group cohomology, nonabelian group cohomology, Lie group cohomology
cohomology with constant coefficients / with a local system of coefficients
differential cohomology
algebraic theory / 2-algebraic theory / (?,1)-algebraic theory?
∞-algebra over an (?,1)-monad?
algebra over an algebraic theory
∞-algebra over an (?,1)-algebraic theory?
∞-algebra over an (?,1)-operad?
monoidal (?,1)-category?
symmetric monoidal (?,1)-category of spectra
A-? algebra?
C-? algebra?
L-? algebra?
The Landweber exactness criterion determines whether a given formal group law arises as the formal group law defined by a weakly periodic cohomology theory.
Notice that since every formal group law over a ring $R$ is classified by a ring homomorphism $f : MP({\ast}) \to R$ where by Quillen's theorem $MP({\ast})$ is the Lazard ring. So for every formal group one obtains a contravariant functor on topological spaces given by the extension of scalars-assignment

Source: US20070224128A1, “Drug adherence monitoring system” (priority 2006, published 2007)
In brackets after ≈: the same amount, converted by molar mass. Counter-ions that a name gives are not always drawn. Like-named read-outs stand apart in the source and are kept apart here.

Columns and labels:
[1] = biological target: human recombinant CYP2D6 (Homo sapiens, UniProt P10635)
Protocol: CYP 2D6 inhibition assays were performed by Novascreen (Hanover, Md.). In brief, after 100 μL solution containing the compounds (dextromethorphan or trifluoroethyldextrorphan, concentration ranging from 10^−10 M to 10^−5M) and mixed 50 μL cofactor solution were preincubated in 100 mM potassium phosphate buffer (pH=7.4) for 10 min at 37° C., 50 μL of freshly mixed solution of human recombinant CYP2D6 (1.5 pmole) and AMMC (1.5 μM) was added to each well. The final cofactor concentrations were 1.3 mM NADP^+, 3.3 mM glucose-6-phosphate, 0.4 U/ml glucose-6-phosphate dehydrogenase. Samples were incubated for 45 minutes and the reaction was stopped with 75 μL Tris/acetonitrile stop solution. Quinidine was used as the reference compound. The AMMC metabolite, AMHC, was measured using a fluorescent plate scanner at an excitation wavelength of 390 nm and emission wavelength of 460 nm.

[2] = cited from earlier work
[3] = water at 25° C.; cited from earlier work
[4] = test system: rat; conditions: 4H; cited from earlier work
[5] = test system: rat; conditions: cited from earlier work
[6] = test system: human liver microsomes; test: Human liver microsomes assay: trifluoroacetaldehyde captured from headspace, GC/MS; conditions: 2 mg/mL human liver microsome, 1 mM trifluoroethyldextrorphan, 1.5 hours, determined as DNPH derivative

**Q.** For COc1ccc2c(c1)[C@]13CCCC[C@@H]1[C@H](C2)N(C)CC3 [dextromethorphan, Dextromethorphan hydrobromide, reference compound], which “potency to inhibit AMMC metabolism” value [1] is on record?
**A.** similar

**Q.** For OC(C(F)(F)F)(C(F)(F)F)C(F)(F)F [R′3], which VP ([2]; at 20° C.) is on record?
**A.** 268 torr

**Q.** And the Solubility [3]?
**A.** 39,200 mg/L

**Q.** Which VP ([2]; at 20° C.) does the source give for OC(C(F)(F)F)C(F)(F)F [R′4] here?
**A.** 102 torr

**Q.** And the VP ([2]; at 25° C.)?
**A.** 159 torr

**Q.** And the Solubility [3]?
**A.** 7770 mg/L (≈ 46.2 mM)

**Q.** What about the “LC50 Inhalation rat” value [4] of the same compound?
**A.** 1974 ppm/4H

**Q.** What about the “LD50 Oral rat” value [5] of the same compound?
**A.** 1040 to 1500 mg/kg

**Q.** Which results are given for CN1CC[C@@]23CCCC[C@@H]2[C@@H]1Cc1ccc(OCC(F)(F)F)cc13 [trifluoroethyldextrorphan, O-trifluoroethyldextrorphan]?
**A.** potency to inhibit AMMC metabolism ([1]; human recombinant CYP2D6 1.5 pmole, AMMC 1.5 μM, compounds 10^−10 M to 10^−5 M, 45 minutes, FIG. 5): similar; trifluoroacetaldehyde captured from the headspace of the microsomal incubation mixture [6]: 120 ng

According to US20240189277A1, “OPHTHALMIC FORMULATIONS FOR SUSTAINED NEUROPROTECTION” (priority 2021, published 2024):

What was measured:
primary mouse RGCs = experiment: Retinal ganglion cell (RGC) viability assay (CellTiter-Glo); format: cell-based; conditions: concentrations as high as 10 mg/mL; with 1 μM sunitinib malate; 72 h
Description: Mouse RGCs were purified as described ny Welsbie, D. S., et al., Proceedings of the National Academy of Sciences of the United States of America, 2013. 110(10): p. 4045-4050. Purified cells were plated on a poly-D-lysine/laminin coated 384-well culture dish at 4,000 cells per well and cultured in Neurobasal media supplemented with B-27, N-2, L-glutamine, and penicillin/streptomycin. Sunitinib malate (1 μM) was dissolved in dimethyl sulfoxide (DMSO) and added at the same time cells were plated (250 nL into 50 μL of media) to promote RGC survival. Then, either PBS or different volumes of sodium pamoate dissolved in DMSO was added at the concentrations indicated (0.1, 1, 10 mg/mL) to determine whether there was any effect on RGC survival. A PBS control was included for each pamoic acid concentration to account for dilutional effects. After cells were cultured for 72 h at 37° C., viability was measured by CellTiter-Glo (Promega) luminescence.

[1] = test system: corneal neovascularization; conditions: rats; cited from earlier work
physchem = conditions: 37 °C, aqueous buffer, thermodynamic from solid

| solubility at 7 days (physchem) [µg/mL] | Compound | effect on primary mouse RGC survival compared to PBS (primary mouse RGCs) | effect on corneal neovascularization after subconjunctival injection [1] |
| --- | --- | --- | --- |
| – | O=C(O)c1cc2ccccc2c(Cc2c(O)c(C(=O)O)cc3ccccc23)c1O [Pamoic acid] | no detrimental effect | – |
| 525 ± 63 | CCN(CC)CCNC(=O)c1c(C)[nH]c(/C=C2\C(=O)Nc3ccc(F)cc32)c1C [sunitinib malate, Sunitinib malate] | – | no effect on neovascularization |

where $MP^\bullet$ denotes the complex cobordism cohomology theory and where the tensor product is taken using the $R$-module structure on $MP({*})$ induced by $f$.
The point of Landweber-exactness is that if $f$ is Landweber exact (i.e. if the corresponding formal group law is) then this construction defines a cohomology theory $A^\bullet(-)$.
Landweber criterion Let $f(x,y)$ be a formal group law and $p$ a prime, $v_i$ the coefficient of $x^{p^i}$ in
If $v_0,\ldots,v_i$ form a regular sequence for all $p$ and $i$ then $f(x,y)$ is Landweber exact and hence gives a cohomology theory via the the formula above.
See at Landweber exact functor theorem
Let $g_a(x,y)=x+y$ be the formal additive group. Then $[p]_a(x)= p x$ and so $v_0=p$, $v_i=0$ for all $i\ge1$. The regularity condtions imply that the zero map $R/(p)\to R/(p)$ must be injective. This implies that $R$ contains the rational numbers as a subring.
Note that the ordinary cohomology $HP^*(X,R)=\prod_k H^{n+2k}(X,R)$ is a cohomology theory over any ring $R$.
$g_m(x,y)=xy$, $[p]_m(x)=(x+1)^p-1$, $v_0=p$, $v_1=1$, $v_i=0$ for all $i \gt 1$. The regularity conditions are trivial. Hence we know that $K^*(X)=MP^*(X)\otimes_{MP(\bullet)} \mathbb{Z}$ is a cohomology theory.